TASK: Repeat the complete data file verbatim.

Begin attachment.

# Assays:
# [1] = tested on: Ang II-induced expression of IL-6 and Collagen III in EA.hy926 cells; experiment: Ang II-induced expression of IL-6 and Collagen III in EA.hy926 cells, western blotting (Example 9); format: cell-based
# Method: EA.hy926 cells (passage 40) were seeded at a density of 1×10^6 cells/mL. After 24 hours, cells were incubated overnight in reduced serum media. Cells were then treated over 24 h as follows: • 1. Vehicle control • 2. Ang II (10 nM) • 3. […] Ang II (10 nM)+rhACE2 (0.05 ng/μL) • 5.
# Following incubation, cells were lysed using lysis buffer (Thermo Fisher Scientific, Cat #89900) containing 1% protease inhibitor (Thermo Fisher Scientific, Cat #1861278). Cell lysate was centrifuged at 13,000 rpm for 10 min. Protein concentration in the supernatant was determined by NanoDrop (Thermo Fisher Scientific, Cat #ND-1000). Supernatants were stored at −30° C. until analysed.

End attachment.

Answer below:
# Assays:
# [1] = tested on: Ang II-induced expression of IL-6 and Collagen III in EA.hy926 cells; experiment: Ang II-induced expression of IL-6 and Collagen III in EA.hy926 cells, western blotting (Example 9); format: cell-based
# Method: EA.hy926 cells (passage 40) were seeded at a density of 1×10^6 cells/mL. After 24 hours, cells were incubated overnight in reduced serum media. Cells were then treated over 24 h as follows: • 1. Vehicle control • 2. Ang II (10 nM) • 3. […] Ang II (10 nM)+rhACE2 (0.05 ng/μL) • 5.
# Following incubation, cells were lysed using lysis buffer (Thermo Fisher Scientific, Cat #89900) containing 1% protease inhibitor (Thermo Fisher Scientific, Cat #1861278). Cell lysate was centrifuged at 13,000 rpm for 10 min. Protein concentration in the supernatant was determined by NanoDrop (Thermo Fisher Scientific, Cat #ND-1000). Supernatants were stored at −30° C. until analysed.